A modified fluctuation assay reveals a natural mutator phenotype that drives mutation spectrum variation within Saccharomyces cerevisiae

Abstract

Although studies of Saccharomyces cerevisiae have provided many insights into mutagenesis and DNA repair, most of this work has focused on a few laboratory strains. Much less is known about the phenotypic effects of natural variation within S. cerevisiae's DNA repair pathways. Here, we use natural polymorphisms to detect historical mutation spectrum differences among several wild and domesticated S. cerevisiae strains. To determine whether these differences are likely caused by genetic mutation rate modifiers, we use a modified fluctuation assay with a CAN1 reporter to measure de novo mutation rates and spectra in 16 of the analyzed strains. We measure a 10-fold range of mutation rates and identify two strains with distinctive mutation spectra. These strains, known as AEQ and AAR, come from the panel's 'Mosaic beer' clade and share an enrichment for C>A mutations that is also observed in rare variation segregating throughout the genomes of several Mosaic beer and Mixed origin strains. Both AEQ and AAR are haploid derivatives of the diploid natural isolate CBS 1782, whose rare polymorphisms are enriched for C>A as well, suggesting that the underlying mutator allele is likely active in nature. We use a plasmid complementation test to show that AAR and AEQ share a mutator allele in the DNA repair gene OGG1, which excises 8-oxoguanine lesions that can cause C>A mutations if left unrepaired.

Data availability

Sequencing data have been uploaded to the SRA and approved (Accession numbers PRJNA691686).

The following data sets were generated
The following previously published data sets were used

Article and author information

Author details

  1. Pengyao Jiang

    Genome Sciences, University of Washington, Seattle, United States
    Competing interests
    The authors declare that no competing interests exist.
  2. Anja R Ollodart

    Genome Sciences, University of Washington, Seattle, United States
    Competing interests
    The authors declare that no competing interests exist.
  3. Vidha Sudhesh

    Genome Sciences, University of Washington, Seattle, United States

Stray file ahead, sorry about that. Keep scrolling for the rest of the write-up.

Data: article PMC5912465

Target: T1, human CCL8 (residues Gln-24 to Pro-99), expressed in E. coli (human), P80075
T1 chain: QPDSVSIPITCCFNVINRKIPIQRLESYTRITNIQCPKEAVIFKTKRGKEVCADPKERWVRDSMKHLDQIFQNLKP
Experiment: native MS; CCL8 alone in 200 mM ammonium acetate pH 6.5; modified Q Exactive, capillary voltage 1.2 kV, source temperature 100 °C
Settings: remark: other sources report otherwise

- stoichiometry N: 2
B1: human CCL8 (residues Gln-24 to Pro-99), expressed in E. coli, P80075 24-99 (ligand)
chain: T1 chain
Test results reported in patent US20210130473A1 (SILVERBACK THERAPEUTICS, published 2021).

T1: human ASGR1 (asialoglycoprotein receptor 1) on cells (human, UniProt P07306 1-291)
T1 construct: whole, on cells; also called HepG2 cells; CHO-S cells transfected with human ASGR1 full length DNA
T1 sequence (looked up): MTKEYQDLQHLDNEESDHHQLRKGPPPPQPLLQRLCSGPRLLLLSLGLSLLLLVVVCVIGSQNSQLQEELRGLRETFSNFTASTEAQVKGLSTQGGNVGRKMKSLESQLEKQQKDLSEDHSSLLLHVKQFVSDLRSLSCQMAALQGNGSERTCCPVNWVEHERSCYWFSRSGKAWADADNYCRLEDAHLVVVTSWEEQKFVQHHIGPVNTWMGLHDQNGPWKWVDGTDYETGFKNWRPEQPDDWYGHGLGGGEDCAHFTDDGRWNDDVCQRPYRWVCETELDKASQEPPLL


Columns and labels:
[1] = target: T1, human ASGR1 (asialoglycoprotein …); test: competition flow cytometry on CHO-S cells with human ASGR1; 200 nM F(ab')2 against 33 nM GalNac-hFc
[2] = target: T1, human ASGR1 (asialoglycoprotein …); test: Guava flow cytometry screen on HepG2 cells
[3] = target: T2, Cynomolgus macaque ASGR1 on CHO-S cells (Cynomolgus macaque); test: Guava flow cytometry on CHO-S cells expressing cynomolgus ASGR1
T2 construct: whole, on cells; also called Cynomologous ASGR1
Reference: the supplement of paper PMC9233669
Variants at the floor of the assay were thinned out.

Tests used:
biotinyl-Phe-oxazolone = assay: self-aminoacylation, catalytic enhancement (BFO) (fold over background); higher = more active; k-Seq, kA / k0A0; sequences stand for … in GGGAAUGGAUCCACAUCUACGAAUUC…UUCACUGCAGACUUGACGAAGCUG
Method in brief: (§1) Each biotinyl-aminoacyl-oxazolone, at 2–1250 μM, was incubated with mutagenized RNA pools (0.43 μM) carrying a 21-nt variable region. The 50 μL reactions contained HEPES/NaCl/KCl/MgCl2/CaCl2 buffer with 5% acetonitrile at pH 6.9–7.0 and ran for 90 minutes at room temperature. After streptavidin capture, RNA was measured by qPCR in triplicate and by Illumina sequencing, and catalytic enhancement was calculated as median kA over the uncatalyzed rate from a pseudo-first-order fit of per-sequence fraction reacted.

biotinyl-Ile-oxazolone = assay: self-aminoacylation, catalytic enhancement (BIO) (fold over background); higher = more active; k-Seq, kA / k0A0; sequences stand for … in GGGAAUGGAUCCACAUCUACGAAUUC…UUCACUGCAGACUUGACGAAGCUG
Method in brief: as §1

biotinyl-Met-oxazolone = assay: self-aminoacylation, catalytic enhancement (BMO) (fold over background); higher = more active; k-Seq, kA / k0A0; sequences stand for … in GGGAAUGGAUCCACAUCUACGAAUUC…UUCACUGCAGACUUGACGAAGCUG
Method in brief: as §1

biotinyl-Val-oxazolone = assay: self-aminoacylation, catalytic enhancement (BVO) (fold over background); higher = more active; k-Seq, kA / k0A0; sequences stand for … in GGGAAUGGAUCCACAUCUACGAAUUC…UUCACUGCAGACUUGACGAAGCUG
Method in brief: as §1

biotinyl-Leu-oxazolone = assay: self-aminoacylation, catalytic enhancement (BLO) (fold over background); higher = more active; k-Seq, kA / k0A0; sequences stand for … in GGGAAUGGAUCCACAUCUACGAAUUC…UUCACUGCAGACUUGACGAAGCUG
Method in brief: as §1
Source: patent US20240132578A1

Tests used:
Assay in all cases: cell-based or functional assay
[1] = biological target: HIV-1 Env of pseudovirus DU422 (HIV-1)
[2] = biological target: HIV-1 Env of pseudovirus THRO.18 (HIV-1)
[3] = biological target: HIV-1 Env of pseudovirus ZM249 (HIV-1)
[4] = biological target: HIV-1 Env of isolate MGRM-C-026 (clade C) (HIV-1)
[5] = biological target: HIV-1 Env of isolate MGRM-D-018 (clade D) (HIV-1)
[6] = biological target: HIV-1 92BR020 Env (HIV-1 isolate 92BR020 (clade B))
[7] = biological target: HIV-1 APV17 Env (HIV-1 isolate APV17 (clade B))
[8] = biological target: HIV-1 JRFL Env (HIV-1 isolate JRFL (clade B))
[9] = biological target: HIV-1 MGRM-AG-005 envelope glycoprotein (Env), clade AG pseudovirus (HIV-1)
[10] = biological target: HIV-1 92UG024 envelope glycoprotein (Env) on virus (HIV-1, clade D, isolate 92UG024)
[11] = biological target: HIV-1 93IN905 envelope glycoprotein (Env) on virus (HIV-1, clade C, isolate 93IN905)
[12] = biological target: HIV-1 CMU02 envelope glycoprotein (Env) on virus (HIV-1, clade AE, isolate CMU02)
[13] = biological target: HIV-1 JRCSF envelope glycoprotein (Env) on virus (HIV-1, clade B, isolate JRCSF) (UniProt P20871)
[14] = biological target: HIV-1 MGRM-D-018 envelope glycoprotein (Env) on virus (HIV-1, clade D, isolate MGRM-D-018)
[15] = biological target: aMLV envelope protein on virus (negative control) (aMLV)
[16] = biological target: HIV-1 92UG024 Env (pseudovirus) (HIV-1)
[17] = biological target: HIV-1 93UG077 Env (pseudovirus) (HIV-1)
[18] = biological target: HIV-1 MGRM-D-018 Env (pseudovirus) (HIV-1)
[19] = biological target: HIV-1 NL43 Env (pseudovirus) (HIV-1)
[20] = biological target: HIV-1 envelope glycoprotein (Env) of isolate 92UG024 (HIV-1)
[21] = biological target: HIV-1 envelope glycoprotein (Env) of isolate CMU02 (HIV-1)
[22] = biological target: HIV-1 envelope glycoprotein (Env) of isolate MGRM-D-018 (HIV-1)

Competing interests
    The authors declare that no competing interests exist.
  4. Alan J Herr

    Genome Sciences, University of Washington, Seattle, United States
    Competing interests
    The authors declare that no competing interests exist.
    ORCID icon "This ORCID iD identifies the author of this article:" 0000-0002-9498-0972
  5. Maitreya J Dunham

    Department of Genome Sciences, University of Washington, Seattle, United States
    Competing interests
    The authors declare that no competing interests exist.
    ORCID icon "This ORCID iD identifies the author of this article:" 0000-0001-9944-2666
  6. Kelley Harris

    Genome Sciences, University of Washington, Seattle, United States
    For correspondence
    harriske@uw.edu
    Competing interests
    The authors declare that no competing interests exist.
    ORCID icon "This ORCID iD identifies the author of this article:" 0000-0003-0302-2523

Funding

National Institute of General Medical Sciences (1R35GM133428-01)

  • Kelley Harris

National Institute of General Medical Sciences (P41GM103533)

  • Maitreya J Dunham

National Institute of General Medical Sciences (R01GM118854)

  • Alan J Herr

Burroughs Wellcome Fund (Career Award at the Scientific Interface)

  • Kelley Harris

Kinship Foundation (Searle Scholarship)

  • Kelley Harris

Pew Charitable Trusts (Pew Scholarship)

  • Kelley Harris

Alfred P. Sloan Foundation (Sloan Fellowship)

  • Kelley Harris

National Human Genome Research Institute (T32HG00035)

  • Anja R Ollodart

Howard Hughes Medical Institute (Faculty Scholar Award)

  • Maitreya J Dunham

The funders had no role in study design, data collection and interpretation, or the decision to submit the work for publication.

Reviewing Editor

  1. Magnus Nordborg, Austrian Academy of Sciences, Austria

Version history

  1. Preprint posted: January 11, 2021 (view preprint)
  2. Received: March 11, 2021
  3. Accepted: September 14, 2021
  4. Accepted Manuscript published: September 15, 2021 (version 1)
  5. Version of Record published: October 7, 2021 (version 2)
  6. Version of Record updated: December 16, 2021 (version 3)
  7. Version of Record updated: December 24, 2021 (version 4)

Copyright

© 2021, Jiang et al.

This article is distributed under the terms of the Creative Commons Attribution License permitting unrestricted use and redistribution provided that the original author and source are credited.